Women in group 2 were the second oldest group and were the second most likely of all the groups to be diagnosed at stage I and to have a lumpectomy. They reported low levels of symptoms and illness intrusiveness scores and high levels of meaning/peace and social support. Along with group 1, they were least likely to report chemotherapy. However, they were the most likely to report hormonal therapy.

The characteristics of women in group 3 were generally intermediate between those of Groups 1 and 2 and Groups 4 and 5, in terms of stage at diagnosis, receipt of chemotherapy, type of surgery, and measures of symptoms and illness intrusiveness. Women in group 3 were second most likely, after group 2, to report receiving hormonal therapy.

Women in group 4 started out with a high BDI and experienced some decline over time. They were the youngest women on average, and, along with women in group 5, were most likely to report having children under age 18 at home and experiencing vasomotor symptoms. Women in group 4 were also the most likely to have cancer-related difficulties: they were likely to be diagnosed at a later stage and most likely to have chemotherapy with doxorubicin, to have had a mastectomy, and had the highest level of illness intrusiveness.

Group 5 showed high levels of depressive symptoms throughout the 24 months, and even showed a slight increase over time. The women in group 5 were the most likely to be non-white and to report difficulty paying for basics. They were second to group 1 in being unlikely to receive hormonal therapy. They also reported the lowest levels of social support.

Consistent with our initial hypothesis, multiple distinct patterns of depressive symptoms emerged in our sample of breast cancer survivors. Just over half of the sample reported consistently low levels of depressive symptoms over time and the other half showed a variety of different trajectories. This trajectory analysis goes beyond conventional analyses that examine only mean levels of depression in predetermined strata to present a more detailed portrait of women displaying different response patterns, including a group of women for whom depressive symptoms do not decline.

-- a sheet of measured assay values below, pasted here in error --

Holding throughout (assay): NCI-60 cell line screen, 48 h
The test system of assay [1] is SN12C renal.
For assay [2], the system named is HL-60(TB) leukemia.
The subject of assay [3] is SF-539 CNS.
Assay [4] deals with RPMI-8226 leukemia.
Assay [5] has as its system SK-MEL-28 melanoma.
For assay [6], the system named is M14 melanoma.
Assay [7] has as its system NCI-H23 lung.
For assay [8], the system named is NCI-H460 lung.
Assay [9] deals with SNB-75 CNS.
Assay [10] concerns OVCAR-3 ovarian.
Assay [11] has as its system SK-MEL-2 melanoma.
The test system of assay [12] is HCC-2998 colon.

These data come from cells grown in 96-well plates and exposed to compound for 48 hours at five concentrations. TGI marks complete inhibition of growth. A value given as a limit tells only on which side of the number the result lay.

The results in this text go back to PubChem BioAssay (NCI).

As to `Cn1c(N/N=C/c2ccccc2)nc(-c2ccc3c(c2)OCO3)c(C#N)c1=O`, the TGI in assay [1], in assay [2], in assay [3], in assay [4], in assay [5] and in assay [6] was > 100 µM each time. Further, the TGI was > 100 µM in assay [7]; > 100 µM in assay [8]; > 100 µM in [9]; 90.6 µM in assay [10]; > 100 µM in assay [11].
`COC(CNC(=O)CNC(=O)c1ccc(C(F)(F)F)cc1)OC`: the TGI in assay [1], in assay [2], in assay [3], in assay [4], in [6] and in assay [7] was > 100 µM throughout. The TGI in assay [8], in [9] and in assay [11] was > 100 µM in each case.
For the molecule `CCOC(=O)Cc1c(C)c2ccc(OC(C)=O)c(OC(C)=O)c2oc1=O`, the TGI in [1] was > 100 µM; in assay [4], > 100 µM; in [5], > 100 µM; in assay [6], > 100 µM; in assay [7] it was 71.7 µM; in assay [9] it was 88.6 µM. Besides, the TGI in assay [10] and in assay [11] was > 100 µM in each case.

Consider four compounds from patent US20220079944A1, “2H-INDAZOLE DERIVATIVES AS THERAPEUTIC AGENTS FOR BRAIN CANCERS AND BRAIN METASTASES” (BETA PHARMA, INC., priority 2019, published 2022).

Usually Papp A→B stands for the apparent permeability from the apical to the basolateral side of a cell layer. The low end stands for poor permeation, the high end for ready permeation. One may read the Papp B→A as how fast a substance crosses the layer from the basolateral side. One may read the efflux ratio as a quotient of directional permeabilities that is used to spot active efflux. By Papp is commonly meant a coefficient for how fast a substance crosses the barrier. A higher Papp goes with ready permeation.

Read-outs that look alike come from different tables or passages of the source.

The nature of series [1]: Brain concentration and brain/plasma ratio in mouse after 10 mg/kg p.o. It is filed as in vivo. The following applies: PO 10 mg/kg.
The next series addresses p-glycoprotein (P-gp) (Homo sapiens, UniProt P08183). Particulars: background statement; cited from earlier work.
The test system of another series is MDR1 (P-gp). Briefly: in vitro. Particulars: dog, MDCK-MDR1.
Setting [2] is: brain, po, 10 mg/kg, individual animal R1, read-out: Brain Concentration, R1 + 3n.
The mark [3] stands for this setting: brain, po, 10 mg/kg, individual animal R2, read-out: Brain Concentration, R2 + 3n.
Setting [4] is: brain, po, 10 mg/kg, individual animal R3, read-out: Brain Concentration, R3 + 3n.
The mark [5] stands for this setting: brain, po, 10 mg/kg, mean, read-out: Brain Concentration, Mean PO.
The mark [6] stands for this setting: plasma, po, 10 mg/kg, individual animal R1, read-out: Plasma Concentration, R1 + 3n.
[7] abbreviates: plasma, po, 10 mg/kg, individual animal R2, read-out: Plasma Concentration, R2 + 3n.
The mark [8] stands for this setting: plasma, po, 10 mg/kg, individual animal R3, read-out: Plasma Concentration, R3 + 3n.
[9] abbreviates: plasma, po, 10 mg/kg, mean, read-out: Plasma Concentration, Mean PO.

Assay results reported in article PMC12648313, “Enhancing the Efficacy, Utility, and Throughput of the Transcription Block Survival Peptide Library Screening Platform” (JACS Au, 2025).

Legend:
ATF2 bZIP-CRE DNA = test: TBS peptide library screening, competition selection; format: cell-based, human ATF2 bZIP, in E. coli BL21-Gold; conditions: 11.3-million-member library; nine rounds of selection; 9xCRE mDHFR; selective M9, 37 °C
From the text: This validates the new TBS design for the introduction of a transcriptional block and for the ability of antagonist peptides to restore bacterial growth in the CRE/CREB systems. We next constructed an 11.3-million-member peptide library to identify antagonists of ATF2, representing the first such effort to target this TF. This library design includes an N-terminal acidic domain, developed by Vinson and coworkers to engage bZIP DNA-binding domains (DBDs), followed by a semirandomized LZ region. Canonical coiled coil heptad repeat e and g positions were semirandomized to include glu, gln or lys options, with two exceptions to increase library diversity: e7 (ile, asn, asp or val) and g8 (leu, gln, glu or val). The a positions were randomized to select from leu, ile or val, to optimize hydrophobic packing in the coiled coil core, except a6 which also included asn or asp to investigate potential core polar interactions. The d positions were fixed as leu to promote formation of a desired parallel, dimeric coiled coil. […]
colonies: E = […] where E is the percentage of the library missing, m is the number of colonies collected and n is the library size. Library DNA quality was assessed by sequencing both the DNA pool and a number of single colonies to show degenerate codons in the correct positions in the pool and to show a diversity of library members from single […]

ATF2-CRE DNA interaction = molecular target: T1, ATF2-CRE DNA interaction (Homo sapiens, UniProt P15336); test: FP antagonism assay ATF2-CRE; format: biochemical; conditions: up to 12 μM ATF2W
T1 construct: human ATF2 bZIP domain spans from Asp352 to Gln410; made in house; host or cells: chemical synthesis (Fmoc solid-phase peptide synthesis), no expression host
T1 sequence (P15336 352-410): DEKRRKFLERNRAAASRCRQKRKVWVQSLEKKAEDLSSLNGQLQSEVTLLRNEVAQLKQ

There are some consistencies between our results and those of other studies, especially in our finding a relatively large proportion of women with few or no depressive symptoms following diagnosis (12, 20, 21). Combining the very low and low groups, 51% of our sample was well below the BDI cut point of 10 for depression throughout the 26 months postdiagnosis. Among 172 breast cancer survivors followed from diagnosis to up to 6 months posttreatment, Henselmans and colleagues (21) found that 46% of their sample reported no distress on the General Health Questionnaire and another 33% reported distress only during active treatment. In their sample of 398 women assessed before surgery and 6 months after surgery, Dunn and colleagues (12) found that 39% of women were well below the cutoff point on the CES-D in the 6 months following surgery. A study of 285 Chinese women (20) found that 66% of women were in a resilient group on the Chinese Health Questionnaire over an 8-month postsurgery period. Although specific percentages differ, all of these suggest a relatively large group of women who do not show signs of depressive symptoms following a breast cancer diagnosis. Such results support the call for psychosocial interventions to be targeted toward those in need, rather than promoted to all women (36).

However, perhaps due to our larger sample size and resulting greater statistical power, we also found more distinct trajectories than previous studies (12, 20–23). Importantly, we also found close to 20% of women who still had elevated depressive symptoms at least 24 months postdiagnosis and who may be in need of intervention. Although comparisons with other studies are difficult due to variations in measures and samples, the percentage of women in the present study with depressive symptoms is higher than figures reported from an NHANES general population study (37), where 9.8% of the sample ages 40 to 59 and 5.4% of those 60 and older were found to have moderate to severe depressive symptoms. However, the percentage of women in our sample who report depressive symptoms is less than figures reported among other patient groups. Studies using the BDI found that 51% of congestive heart failure patients (38), 46% of patients seeking reconstructive services following burn injuries (39), and 51% to 65% of patients with systemic sclerosis had BDI scores >10 (40). Finally, 31% (computed as a weighted average across studies) of patients hospitalized following myocardial infarction were reported to have BDI scores >10 (41).

Although previous studies of depression trajectories have identified a group of women that recover over time (12, 20–23), our data would suggest that this recovery may hit a plateau for some. We also found a group that showed an increase in depression that has not been found by others. These findings reinforce recommendations that screening for depression continue from the point of diagnosis onward (10).